A. Absorption of CSF through the arachnoid villi is impaired.
B. Excessive amounts of CSF are produced in the ventricles.
C. An obstruction is present in the aqueduct of Sylvius or other channel.
D. Flow around the spinal cord is blocked.
A. enlarged head with bulging fontanels
B. vomiting, headache, and paralysis
C. irritability and feeding difficulties
D. eyes are turned downward with sclerae showing above the pupils
A. asymptomatic failure of the posterior spinous processes of the vertebrae to fuse
B. herniation of the meninges and CSF through a vertebral defect
C. herniation of the meninges, CSF, and spinal cord or nerves through a vertebral defect
D. herniation of brain tissue through a defect in the cranium
A. prenatally by ultrasound or detection of AFP in maternal blood or amniotic fluid
B. only after birth by direct observation of the sac
C. after birth when the sac herniates as CSF builds up
D. only with a spinal x-ray
A. some loss of cognitive function
B. one or more types of seizure
C. serious multiple communication difficulties
D. a form of motor disability
A. nonprogressive brain damage to the fetus or neonate
B. a genetic defect affecting metabolism and causing degeneration in the neurons
C. a developmental error during early growth of the peripheral nervous system
D. a chromosomal defect resulting in abnormalities in many body structures
A. the localization of the seizure activity
B. the uncontrolled discharge of neurons in both hemispheres
C. seizures that persist for several hours
D. loss of consciousness and all motor function
A. prodromal signs, then the clonic stage
B. clonic stage, then the tonic stage
C. loss of consciousness, then the tonic stage
D. loss of consciousness and cessation of respiration
A. a sudden strong skeletal muscle contraction and rigidity of trunk and limbs
B. a cry and contraction of abdominal and thoracic muscles
C. alternating contractions and relaxation of skeletal muscles
D. cessation of all skeletal muscle activity
A. an absence seizure
B. a psychomotor seizure
C. a focal seizure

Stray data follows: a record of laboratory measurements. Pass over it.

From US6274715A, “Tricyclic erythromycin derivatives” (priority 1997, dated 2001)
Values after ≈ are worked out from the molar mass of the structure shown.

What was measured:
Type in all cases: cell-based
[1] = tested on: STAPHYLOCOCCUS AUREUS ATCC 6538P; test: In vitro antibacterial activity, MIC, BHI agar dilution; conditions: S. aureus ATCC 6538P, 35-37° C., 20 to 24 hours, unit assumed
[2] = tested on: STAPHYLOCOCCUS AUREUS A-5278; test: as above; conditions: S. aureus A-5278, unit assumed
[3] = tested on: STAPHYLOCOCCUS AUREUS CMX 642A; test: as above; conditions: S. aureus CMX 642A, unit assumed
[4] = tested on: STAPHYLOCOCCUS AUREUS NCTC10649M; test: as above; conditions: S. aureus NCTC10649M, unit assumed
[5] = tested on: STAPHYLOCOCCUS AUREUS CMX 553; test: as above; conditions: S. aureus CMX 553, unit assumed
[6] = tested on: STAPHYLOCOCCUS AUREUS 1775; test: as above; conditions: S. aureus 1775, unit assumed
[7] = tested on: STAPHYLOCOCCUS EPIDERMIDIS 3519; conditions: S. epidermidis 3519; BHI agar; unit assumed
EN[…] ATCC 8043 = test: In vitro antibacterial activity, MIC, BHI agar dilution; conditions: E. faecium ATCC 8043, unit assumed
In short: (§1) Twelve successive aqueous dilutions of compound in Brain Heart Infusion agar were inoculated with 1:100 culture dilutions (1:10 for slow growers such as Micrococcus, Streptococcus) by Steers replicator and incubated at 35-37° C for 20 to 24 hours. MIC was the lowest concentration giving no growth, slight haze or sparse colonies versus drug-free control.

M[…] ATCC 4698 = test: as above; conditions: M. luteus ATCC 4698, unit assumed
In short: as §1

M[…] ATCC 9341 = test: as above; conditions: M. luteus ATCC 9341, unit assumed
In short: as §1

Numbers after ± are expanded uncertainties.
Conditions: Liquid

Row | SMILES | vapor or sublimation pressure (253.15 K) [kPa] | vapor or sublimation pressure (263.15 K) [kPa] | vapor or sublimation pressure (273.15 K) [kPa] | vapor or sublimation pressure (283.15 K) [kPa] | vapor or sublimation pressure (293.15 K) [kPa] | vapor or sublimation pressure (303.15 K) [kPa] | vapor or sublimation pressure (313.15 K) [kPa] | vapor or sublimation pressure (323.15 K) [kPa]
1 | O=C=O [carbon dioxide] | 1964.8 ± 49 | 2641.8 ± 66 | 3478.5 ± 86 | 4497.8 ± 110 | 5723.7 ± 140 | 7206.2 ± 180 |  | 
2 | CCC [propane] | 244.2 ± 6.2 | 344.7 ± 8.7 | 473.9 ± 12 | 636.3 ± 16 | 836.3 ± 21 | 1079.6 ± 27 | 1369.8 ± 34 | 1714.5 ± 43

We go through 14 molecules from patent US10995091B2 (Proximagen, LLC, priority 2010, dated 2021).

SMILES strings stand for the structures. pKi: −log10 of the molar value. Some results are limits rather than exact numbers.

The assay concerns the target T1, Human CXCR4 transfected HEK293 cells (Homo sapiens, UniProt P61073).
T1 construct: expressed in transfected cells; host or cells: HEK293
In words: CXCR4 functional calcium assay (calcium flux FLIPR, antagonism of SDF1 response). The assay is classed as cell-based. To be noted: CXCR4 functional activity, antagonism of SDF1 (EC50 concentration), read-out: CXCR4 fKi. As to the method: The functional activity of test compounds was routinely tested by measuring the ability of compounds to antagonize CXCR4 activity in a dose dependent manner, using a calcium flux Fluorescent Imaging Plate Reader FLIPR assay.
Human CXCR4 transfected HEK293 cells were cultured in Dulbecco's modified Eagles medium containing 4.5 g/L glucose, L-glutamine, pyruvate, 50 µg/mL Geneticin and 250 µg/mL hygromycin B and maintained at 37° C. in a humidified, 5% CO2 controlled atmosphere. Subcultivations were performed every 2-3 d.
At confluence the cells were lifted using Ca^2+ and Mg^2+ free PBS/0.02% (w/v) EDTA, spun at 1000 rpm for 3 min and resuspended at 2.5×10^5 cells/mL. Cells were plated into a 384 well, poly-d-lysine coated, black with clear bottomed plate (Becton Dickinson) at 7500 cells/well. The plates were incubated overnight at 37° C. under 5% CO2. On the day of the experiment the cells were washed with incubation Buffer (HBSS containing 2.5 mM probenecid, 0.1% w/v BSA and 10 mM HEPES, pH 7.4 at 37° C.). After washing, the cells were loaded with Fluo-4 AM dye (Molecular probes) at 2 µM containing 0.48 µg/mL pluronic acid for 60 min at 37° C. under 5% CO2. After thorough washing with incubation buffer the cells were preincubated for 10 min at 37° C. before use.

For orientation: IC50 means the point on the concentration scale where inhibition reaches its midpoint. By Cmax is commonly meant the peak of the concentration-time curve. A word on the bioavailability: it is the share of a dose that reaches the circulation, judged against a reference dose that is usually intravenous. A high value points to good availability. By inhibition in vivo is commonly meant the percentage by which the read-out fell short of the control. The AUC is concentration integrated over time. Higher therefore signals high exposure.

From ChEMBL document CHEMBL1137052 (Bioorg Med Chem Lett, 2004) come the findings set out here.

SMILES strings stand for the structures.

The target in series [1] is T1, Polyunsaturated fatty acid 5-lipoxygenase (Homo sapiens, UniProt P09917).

D. a Jacksonian seizure
A. remissions and exacerbations
B. predictable pattern of progression in all patients
C. onset in men and women more than 60 years of age
D. full recovery of function during remissions
A. demyelination of axons
B. it affects the brain, spinal cord, and cranial nerves
C. it affects motor, sensory, and autonomic fibers
D. progressive random degeneration of peripheral nerves
A. paralysis of the lower body, impaired cognitive function
B. tremors, weakness in the legs, visual problems
C. sensory deficit in the legs and trunk, memory loss, urinary incontinence
D. tremors, speech impairment, hearing loss
A. Onset occurs in men and women over 60 years of age.
B. There is a strong genetic component.
C. The majority of cases are predisposed by intake of antipsychotic medications.
D. It rarely develops in women.
A. degeneration of motor fibers in the pyramidal tracts
B. excess secretion of stimulatory neurotransmitters in the CNS
C. degeneration of the basal nuclei with a deficit of dopamine
D. deficit of acetylcholine and degeneration of the motor cortex in the frontal lobe
A. tremors at rest in the hands and difficulty initiating voluntary movements
B. extreme weakness in the legs and spastic movements in the arms
C. visual deficits and speech impairment
D. loss of facial expressions and altered posture and gait
A. upper motor neurons
B. upper and lower motor neurons
C. motor and sensory neurons
D. motor, sensory, and autonomic system neurons
A. The cholinergic receptors at the neuromuscular junctions are damaged.
B. It is an autoimmune disorder.
C. Muscle weakness and fatigue occur in the face and neck.
D. Dementia develops in the later stage.
A. is inherited as an autosomal recessive trait
B. is manifested in individuals by age 20 years
C. presents with choreiform movements in the upper body and decreased ability to concentrate
D. causes decreased levels of all neurotransmitters in the CNS
A. cortical atrophy with plaques and neurofibrillary tangles, impairing conduction
B. increased ACH and decreased GABA and serotonin levels
C. obstruction of many small arteries and arterioles throughout the cerebral cortex
D. vacuoles forming in the neurons, rapidly destroying them
A. Creutzfeldt-Jakob disease
C. panic disorder
A. 1, 3
B. 1, 4
C. 1, 2, 3
D. 2, 3, 4
A. disorganized thought processes, short attention span, delusions
B. lack of energy and motivation, poor concentration, insomnia
C. hyperventilation, tachycardia, intense anxiety
D. memory loss, mood swings, hostile behavior